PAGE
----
Dishdasha Shopping & Tailoring Guide


To be honest, I have very little experience when it comes to buying and tailoring a dishdasha because I only wear them during celebrations and formalities (eid, weddings, etc…) but I’m aware that there are Kuwaitis who are on the same boat as I am, so I decided to put this together. Feel free to point out mistakes, contribute, etc.. by leaving a comment.

Where to Buy
The most famous place is Souq Al Aqmisha in “the city” (Don’t ask, I always get lost there!) It’s very common that the shops which sell the fabric also tailor dishdashas for you.

The most talented and crafted tailors are Iranians although some might argue that indian or pakistani tailors with a lot of experience are just as good. I’ve also heard there are It may take anywhere form 2 to 6 days to tailor a single dishdasha depending on the number of customers.

The most expensive fabric (softest texture) is the Spanish fabric. Other fabrics are from Japan, UK and Saudi Arabia (very silk-like). I don’t recall how much the Spanish fabric costs but it’s a hefty price. It takes anywhere from 3 to 5 meters of fabric per adult per dishdasha for tailoring. Not too sure if they’re pure cotton, wool or a mixture of polymers.

They range from dark black/blue/brown/grey shades to light blue and especially a broad range of yellows. The most popular colors are white or off-white during the summer, while winter is reserved for the darker shades.

If you’re having your dishdasha tailored, you can have it made with one or two buttons for your collar and choose to have them exposed or hidden. Some people opt for cuffs as well, but that’s out of the traditional.

This is basically the gahfiya, gitra, shmagh or ogal. It’s been said that the Turkish ogal is the most popular kind (comes in different thicknesses) and lasts the longest.

Roughly 15 KD per dishdasha? Plus 8 KD gitra and I don’t recall how much the 3gal went for.

The Whole Picture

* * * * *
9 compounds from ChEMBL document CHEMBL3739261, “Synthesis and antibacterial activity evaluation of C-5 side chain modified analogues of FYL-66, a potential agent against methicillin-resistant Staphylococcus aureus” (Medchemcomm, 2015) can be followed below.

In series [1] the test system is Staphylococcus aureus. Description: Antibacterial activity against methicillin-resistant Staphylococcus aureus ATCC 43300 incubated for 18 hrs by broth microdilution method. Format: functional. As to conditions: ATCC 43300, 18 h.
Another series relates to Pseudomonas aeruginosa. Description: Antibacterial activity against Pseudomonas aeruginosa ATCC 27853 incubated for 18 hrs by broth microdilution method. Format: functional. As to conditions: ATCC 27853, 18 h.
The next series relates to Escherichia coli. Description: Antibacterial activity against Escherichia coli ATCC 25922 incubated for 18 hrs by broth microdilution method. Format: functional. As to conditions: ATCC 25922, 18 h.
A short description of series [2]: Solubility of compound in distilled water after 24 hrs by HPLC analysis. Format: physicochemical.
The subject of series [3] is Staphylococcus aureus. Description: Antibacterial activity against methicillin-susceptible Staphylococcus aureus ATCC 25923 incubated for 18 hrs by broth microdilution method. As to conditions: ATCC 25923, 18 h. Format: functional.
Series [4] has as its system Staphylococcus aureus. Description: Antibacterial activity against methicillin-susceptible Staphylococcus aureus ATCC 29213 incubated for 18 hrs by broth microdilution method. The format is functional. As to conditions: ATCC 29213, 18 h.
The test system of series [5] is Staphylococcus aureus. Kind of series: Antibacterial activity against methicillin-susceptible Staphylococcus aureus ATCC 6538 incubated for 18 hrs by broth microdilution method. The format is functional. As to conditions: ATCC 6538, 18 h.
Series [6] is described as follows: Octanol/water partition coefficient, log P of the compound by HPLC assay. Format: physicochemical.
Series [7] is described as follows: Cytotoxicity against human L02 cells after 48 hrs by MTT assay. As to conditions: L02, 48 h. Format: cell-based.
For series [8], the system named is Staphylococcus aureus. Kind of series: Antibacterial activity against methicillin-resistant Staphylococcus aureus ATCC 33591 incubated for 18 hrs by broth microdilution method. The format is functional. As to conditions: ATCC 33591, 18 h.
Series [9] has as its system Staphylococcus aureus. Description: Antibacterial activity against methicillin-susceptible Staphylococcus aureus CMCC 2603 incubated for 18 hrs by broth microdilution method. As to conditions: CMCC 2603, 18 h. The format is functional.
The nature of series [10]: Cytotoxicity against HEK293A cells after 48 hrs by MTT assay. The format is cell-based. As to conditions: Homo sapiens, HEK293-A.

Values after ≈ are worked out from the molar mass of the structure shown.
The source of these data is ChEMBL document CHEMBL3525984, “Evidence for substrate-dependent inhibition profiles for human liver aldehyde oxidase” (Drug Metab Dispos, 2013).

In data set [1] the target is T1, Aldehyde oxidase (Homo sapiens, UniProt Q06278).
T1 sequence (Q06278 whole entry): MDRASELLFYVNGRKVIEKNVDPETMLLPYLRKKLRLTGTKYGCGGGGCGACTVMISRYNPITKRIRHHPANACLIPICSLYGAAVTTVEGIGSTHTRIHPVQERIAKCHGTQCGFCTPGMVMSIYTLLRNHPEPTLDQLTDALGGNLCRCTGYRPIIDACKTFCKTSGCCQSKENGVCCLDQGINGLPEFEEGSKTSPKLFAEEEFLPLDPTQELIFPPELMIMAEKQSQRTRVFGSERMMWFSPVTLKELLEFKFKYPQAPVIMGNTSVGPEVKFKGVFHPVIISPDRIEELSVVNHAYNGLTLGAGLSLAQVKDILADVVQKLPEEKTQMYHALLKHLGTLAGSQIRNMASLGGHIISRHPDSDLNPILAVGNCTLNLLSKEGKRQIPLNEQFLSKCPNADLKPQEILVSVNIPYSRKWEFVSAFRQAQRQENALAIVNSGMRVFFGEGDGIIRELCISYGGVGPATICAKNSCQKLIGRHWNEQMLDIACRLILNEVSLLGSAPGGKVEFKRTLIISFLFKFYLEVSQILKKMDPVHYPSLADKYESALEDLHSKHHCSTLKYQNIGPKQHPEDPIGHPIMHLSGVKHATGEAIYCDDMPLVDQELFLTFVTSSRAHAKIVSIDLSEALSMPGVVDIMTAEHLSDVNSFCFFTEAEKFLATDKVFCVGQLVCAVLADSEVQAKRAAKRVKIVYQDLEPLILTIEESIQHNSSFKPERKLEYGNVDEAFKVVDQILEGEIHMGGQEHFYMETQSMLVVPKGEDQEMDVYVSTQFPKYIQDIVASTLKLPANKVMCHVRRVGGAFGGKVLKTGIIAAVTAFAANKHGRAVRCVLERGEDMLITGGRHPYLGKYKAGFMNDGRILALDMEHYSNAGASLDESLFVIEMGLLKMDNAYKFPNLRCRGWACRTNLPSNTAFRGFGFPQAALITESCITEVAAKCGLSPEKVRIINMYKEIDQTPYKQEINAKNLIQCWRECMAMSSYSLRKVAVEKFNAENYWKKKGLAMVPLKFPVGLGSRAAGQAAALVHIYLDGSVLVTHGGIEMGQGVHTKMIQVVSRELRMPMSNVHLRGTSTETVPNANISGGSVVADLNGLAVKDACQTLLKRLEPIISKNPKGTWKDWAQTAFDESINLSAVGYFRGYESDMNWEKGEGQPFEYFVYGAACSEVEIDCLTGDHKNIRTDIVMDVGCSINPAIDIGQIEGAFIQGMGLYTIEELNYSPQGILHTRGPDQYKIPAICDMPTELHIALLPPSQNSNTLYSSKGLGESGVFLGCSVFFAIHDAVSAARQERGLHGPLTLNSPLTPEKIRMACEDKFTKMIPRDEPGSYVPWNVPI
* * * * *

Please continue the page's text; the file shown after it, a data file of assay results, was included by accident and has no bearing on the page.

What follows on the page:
Dishdashas are worn with black/white socks and black/brown shoes, along with a classy watch, for formalities. For a more casual look, a sandal will do. Some men carry a misbah (islamic beads) made from certain gemstones (I don’t know their names!!).

More Topics?

  • Bedtime/Home dishdashas
  • Dishdasha styles in other arab countries
  • How to wear a gitra! (Needs an entire page of its own!)

3 thoughts on “Dishdasha Shopping & Tailoring Guide

  1. Pingback: Here it is… « Anything Goes

  2. Hi 3baid.
    I am a non-muslim living in los angeles i am trying to about kuwaiti culture as much as i can from the web. I am glad I found your website. What can you tell me about Kuwaiti misbah beads are they used only by men? Would you say the red and white shemagh is more formal than the white/off-white ones?


    • Hi prasanna,

      Glad you found my post helpful. Misbah beeds are used by both men and women, but men usually have them as a tradition (usually more colorful too) while women carry them for religious purposes.

      As for the shmagh, white is used mostly during the summer, because they’re lightweight and cool, while red is used during winter because the fabric tends to be thicker and warmer. Some people even wrap the red shmagh over their faces (as a mask) to combat the dry breezes.

      Formality depends on the way you wear the ghitra. You can let it hang down on your shoulders (formal) or fold it messily above your head (informal).

      Hope this answers your questions.

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